Previously published on LinkedIn Oct 12, 2016

Recently I was in a meeting reviewing a contract involving data, technology and ecommerce enablement. To be simple, it was a subscription service (e.g. SaaS) and it involved multiple products. The pain point in the discussion was billing and contract renewal. You know, the customer wants one bill, one renewal date and one due date on the invoice. The provider – was only capable of delivering a different renewal experience, renewal date, invoice and due date for every product.

This is not uncommon, even among industry leaders like GoDaddy and many others…

Last Saturday, I received three separate renewal notices from GoDaddy. Three days earlier I received a single notice from GoDaddy listing ten separate domains…and two days before that an email containing my "October Account Summary" which of course only listed a few products that I subscribe to. Not counting order confirmation emails, I've received no less than 32 emails from GoDaddy this year.

Recognize the problem? You should…if you have multiple products or brands in your company and have responsibility for customer lifecycle marketing (or in the current parlance – the customer journey), the question of whether your company is product driven or customer driven is very fundamental.

Based on the emails I've received and saved, GoDaddy and others like them, are trying to embrace the practice of "householding". This is a practice I'm familiar with from my days in magazine publishing. For many consumer subscription magazines and consumer catalogs the idea of householding is a way to minimize cost and understand who lives in the house. You know, mom, dad, Joey, Billy and Sally. The household has two adults and three children. Sending one catalog or marketing one subscription to Sports Illustrated makes a lot of sense when marketing to a "household."

The obvious point in householding is that individual records must be linked together or aggregated into a single entity. By doing so the marketer gains a much clearer picture of what types of products to promote to that household and gains efficiencies in their operations.

In B2B marketing this becomes much more complex because it can involve organizations with many physical locations, legal entities, accounts payable locations, subsidiaries, brands, credit lines, etc. Corporate linkage often shows up in the conversation, financial professionals step in to manage credit risk and sales compensation plans step front and center in the discussion. It's not an easy place to embrace the wonders of customer lifecycle marketing, marketing automation, personalization, etc.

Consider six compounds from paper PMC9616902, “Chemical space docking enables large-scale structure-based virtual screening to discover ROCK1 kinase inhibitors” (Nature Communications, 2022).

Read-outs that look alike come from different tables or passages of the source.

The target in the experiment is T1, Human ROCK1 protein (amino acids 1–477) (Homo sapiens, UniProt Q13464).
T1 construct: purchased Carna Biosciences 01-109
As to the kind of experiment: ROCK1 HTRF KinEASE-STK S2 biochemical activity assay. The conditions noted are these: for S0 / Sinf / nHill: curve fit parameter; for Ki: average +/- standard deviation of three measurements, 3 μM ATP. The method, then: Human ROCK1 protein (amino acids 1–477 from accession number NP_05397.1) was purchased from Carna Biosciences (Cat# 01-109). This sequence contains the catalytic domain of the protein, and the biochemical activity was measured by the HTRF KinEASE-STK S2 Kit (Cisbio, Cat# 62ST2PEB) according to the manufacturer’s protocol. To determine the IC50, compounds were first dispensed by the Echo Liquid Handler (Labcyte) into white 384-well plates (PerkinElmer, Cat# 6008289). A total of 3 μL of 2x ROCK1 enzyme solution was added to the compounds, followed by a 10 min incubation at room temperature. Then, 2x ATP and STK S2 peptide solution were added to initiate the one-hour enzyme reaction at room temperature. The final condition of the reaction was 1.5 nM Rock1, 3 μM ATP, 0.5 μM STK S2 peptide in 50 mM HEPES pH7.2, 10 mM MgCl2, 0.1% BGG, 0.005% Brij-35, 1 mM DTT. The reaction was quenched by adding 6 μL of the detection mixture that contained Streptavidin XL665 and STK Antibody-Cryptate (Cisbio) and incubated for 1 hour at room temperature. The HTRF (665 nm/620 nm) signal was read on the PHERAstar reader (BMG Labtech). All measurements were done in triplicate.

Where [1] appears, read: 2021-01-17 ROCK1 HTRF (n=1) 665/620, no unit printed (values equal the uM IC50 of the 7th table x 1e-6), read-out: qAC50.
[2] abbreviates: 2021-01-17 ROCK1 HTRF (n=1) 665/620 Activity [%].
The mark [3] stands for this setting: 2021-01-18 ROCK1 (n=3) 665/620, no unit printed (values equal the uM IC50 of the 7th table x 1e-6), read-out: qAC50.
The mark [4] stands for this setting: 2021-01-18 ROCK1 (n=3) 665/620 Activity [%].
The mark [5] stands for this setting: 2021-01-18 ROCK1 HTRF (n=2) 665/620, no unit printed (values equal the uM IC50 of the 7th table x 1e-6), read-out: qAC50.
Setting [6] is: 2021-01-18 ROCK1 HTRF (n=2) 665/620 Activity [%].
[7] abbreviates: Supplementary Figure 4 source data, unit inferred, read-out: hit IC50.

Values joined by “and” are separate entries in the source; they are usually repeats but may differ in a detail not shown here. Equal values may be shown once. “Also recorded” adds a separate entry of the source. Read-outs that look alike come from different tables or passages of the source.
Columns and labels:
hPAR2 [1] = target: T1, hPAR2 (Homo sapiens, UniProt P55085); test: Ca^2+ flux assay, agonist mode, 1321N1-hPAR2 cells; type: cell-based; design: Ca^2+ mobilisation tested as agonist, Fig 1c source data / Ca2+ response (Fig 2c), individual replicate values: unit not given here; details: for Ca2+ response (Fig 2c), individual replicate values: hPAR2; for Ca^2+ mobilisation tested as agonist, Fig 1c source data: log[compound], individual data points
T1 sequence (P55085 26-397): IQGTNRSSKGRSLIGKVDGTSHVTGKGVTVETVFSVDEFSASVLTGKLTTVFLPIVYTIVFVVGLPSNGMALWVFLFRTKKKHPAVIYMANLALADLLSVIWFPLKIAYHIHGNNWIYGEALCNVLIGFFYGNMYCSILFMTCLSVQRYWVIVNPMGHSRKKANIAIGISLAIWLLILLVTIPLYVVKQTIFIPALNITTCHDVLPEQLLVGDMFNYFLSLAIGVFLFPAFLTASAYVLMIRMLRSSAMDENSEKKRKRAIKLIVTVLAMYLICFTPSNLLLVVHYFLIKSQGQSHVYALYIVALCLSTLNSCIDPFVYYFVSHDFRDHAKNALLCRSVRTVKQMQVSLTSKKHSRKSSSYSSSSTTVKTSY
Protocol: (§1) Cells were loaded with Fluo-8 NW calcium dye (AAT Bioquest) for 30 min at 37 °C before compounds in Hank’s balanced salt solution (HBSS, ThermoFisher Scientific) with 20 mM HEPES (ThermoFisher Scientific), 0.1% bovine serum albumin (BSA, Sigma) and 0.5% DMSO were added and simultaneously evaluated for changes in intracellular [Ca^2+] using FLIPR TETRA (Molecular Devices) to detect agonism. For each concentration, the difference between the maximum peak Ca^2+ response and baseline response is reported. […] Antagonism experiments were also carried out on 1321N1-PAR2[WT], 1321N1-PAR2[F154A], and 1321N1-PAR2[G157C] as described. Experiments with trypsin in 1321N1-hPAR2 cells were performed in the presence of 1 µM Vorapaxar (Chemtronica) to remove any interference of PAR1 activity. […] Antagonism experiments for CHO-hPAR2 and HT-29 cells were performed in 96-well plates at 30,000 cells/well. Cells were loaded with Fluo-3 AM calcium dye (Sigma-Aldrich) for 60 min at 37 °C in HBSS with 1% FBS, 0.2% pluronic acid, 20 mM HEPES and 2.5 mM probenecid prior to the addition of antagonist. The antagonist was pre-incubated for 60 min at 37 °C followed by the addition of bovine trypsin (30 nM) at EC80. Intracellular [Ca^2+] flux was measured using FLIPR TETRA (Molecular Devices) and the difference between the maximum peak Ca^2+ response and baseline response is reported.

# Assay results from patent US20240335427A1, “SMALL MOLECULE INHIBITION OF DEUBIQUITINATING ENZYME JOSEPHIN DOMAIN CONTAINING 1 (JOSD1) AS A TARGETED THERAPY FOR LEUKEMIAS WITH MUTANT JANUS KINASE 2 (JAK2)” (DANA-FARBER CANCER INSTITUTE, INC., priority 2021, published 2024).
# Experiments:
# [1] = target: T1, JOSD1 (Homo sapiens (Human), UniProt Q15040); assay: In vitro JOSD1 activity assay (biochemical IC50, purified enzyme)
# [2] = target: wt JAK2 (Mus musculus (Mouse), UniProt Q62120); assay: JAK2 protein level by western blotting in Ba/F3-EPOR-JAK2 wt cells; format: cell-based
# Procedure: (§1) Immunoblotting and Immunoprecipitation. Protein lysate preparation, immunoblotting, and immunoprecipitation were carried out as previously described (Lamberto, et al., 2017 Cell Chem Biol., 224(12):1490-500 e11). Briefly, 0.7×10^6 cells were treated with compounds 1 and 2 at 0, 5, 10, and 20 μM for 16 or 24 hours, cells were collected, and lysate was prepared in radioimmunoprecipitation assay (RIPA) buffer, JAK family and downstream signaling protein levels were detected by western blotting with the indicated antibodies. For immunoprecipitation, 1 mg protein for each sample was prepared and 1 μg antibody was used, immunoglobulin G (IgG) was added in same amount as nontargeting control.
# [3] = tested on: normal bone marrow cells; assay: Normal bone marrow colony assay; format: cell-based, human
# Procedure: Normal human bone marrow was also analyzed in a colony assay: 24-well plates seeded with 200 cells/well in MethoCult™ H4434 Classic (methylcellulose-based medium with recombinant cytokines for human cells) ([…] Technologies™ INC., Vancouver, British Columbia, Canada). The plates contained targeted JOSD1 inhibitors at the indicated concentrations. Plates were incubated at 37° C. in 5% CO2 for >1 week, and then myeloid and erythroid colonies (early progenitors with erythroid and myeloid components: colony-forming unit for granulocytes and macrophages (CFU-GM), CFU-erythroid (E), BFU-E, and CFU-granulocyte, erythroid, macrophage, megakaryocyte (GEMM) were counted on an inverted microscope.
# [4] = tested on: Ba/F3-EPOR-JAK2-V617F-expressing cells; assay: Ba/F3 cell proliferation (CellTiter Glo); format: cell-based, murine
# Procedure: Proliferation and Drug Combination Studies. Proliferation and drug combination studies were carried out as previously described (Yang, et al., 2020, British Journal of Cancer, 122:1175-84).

If your company, like GoDaddy is struggling with how to implement customer lifecycle marketing in a complex B2B environment, I would offer a couple of suggestions:

1) Create a clear definition of the customer. Is the customer defined by a product, or a subscription, by site, by contract, by billing location, etc. This definition is critical when constructing predictive models base on "customer value" or customer lifecycle marketing objectives. As you can see, it will be nearly impossible to create a useful or accurate customer experience if you don't have a clear definition of the "customer."

2) Focus on householding and the operational impacts this implies. If a customer wants a single bill or a single renewal or a single unified customer experience, my recommendation is that you give it to them. However, it will be very difficult to respond favorably if your systems are in conflict with your customer definition.

Depending on the size of your organization and the breadth of your product offerings, this may be a short discussion with easy enablement. Or it may be a multi-year effort to align your company with your customers. In this age of instant information and customer-centric rhetoric, I can only wish you the best of luck... and may the force be with you in creating a seamless, real-time, responsive, socially enabled, 360 degree view of the customer journey.